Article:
Are All Drusen The Same?

Are all drusen the same? While some drusen are the hallmark of age related macular degeneration, others can be associated with conditions such as pseudoxanthoma elasticum and best’s macular dystrophy. By localizing the level at which the drusen is present can help differentiate the types of drusen. The table below categorizes four different drusen patterns.

 Soft DrusenHard DrusenCuticular DrusenSubretinal Drusenoid Deposits
Synonyms  Basal Laminar Drusen– Reticular Pseudo-drusen- “Pseudodrusen visibleen lumiere bleue”
Size63 to ≥ 1000 μm < 63 μm50 to 75 μm Large Range of Sizes
LocationSub-RPE SpaceSub-RPE SpaceSub-RPE SpaceSub-Retinal Space*Deposits between the RPE and inner segment ellipsoid lines (stages 1 and 2), later breaking through the ellipsoid line (stage 3) and subsequently fading (Stage 4)1
DescriptionLarge pale-yellow “placoid or dome-shaped structures” Small, punctate, yellow nodulesMultiple, densely packed small yellow-white nodular drusen that hyper fluoresce during fluorescein angiography (“starry-sky” fundus) – Either dot-like or reticular deposits, more blue, or at least whiter, than conventional soft drusen.1– Found preferentially in the parafoveal region.1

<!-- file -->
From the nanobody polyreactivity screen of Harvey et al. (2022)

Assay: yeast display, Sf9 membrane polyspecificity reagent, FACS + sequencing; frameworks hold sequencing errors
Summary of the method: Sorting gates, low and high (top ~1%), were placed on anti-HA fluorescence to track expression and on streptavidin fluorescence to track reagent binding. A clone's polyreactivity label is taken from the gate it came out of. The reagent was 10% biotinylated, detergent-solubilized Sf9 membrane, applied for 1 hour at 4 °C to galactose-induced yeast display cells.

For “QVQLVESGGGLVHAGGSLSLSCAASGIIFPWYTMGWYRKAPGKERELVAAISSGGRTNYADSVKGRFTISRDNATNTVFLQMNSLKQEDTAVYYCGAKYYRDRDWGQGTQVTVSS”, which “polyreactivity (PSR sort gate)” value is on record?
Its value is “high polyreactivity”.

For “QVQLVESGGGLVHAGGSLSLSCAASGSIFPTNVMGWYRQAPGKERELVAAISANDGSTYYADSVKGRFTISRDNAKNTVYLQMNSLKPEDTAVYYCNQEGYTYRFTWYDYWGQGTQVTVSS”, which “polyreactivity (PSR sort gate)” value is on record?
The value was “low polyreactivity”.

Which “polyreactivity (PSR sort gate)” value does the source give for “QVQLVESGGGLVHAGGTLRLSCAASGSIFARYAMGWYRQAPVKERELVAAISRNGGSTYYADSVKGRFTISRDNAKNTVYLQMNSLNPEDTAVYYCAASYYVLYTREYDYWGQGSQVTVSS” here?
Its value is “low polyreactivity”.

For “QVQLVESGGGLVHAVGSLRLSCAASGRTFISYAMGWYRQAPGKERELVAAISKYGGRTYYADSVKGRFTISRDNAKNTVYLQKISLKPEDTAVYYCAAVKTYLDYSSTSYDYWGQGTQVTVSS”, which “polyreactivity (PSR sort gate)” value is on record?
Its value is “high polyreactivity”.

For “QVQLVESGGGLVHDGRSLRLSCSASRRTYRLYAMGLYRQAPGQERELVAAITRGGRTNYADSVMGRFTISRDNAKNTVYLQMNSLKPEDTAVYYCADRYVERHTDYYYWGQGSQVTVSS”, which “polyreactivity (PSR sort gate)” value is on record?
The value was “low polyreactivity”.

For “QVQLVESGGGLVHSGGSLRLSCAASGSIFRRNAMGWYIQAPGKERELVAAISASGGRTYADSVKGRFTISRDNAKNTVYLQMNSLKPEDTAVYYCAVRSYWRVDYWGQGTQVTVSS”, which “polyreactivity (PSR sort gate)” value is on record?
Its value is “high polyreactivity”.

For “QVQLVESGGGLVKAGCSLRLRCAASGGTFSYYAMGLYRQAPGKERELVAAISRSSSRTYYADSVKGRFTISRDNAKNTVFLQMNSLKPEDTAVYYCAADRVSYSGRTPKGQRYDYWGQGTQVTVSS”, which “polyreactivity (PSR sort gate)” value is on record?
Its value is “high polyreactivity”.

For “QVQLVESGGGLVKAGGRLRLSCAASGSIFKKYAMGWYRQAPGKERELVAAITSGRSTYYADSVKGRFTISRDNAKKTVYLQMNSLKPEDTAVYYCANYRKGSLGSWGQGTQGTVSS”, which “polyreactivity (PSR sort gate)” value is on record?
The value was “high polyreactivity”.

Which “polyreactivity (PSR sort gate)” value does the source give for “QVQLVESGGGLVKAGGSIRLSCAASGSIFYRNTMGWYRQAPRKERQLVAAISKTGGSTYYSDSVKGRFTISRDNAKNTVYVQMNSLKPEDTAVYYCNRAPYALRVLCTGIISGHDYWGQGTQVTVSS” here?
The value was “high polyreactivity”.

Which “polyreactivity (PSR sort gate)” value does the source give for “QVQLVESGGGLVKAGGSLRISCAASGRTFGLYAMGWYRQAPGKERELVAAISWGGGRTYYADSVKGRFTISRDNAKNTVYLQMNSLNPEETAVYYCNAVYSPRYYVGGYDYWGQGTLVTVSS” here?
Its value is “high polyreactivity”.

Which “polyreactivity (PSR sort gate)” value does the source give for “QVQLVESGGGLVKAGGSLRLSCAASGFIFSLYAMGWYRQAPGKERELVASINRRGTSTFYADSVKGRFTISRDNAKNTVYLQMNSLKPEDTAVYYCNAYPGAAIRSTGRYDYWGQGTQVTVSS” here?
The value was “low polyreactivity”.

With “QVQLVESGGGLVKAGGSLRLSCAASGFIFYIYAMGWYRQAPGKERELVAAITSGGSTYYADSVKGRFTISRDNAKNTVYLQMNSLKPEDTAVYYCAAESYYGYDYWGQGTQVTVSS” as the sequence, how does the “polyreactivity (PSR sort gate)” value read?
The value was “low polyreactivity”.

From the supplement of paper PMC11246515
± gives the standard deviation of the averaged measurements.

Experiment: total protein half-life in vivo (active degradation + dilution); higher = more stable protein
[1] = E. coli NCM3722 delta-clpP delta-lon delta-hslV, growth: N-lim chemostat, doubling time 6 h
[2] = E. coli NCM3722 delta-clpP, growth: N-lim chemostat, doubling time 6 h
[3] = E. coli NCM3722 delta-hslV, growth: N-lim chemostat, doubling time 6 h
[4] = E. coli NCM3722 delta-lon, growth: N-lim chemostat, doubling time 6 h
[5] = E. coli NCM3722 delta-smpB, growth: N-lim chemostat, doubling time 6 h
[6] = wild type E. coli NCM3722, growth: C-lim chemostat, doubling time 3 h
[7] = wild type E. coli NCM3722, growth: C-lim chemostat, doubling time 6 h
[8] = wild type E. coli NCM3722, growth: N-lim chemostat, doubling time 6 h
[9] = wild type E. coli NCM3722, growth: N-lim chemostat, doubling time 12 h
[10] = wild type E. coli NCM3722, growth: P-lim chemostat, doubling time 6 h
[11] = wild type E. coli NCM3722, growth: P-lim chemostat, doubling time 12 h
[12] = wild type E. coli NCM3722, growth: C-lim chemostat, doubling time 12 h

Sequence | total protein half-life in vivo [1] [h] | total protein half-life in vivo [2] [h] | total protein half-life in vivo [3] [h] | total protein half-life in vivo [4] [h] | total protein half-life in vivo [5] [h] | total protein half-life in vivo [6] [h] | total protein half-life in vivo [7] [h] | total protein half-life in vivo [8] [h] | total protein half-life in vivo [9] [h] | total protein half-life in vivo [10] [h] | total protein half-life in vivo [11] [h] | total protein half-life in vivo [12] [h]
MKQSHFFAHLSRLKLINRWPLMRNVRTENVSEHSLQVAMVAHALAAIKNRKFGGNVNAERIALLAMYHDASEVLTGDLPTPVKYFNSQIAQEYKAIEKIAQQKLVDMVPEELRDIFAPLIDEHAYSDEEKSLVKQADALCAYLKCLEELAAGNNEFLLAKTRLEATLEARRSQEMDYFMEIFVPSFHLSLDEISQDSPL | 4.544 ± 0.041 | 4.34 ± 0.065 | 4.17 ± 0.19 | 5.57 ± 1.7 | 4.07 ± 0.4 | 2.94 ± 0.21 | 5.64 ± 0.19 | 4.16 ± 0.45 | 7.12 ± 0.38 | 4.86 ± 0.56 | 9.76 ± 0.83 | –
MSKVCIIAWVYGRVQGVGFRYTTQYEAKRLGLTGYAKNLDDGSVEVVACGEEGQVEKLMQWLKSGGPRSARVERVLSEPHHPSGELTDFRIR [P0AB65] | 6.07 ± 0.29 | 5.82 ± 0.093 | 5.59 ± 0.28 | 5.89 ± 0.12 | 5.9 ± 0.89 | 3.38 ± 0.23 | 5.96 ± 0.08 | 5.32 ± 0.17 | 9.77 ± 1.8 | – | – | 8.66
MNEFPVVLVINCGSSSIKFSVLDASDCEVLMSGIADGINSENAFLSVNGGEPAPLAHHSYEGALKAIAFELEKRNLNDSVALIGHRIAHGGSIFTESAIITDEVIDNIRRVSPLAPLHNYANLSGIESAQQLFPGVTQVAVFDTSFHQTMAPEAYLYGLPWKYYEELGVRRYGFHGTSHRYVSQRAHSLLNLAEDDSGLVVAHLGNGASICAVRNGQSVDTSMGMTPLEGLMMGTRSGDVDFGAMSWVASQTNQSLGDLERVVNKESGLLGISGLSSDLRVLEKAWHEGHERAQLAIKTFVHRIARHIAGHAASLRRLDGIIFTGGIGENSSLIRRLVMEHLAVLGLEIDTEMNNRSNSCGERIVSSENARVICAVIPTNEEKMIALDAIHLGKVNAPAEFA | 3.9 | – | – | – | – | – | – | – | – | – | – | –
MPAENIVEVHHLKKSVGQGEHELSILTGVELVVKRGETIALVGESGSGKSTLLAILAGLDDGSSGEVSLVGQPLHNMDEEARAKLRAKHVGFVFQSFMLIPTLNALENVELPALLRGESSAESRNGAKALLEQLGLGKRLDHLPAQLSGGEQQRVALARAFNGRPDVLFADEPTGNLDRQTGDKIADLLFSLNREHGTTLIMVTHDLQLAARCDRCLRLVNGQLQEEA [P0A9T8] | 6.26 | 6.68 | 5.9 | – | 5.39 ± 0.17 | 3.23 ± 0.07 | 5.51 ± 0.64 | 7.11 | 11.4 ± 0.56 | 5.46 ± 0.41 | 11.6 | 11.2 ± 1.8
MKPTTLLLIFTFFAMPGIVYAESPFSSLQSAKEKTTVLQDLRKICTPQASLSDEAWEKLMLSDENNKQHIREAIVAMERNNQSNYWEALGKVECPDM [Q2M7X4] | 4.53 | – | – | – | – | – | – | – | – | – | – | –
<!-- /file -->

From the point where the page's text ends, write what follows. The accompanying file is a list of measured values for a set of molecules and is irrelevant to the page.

Clinical Implications– Drusen characteristics correlated with progression to exudative maculopathy include drusen number (five or more), drusen size (larger than 63 μm in diameter), and confluence of drusen.2– Baseline drusen volume is an important predictor for the development of advanced AMD at 12 and 24 months of follow-up3– Small, hard drusen are common with a prevalence of 93.6% in subjects aged 43- 86 years in the Beaver Dam Eye study4–  Hard drusen are the only drusenoid deposits that are considered a normal consequence of age5– AMD may begin with hard drusen1– Patients with cuticular drusen have a better visual prognosis than those with typical AMD6,7– Retinal pigment epithelium abnormalities, AVLs, neovascularization, and GA occurred at a frequency of 47.5%, 24.2%, 12.5%, and 25%, respectively8– Occurrence of GA and neovascularization were important determinants of final visual acuity in eyes with the cuticular drusen phenotype (both P < 0.015)8 – Subretinal Drusenoid Deposits can infrequently appear in individuals with no other apparent pathology9– Usually occur in association with age-related macular degeneration and are highly correlated with end-stage disease sub-types, choroidal neovascularization and geographic atrophy4– Dot pseudodrusen were associated with neovascular AMD whilst confluent pseudodrusen were associated with geographic atrophy10 
Other Associated Conditions  – MPGN II or HUS1– CFH mutations1– Dominant Drusen1– Sorby’s fundus dystrophy9– Pseudoxanthoma elasticum9– Acquired vitelliform lesions9– Dominant Drusen1

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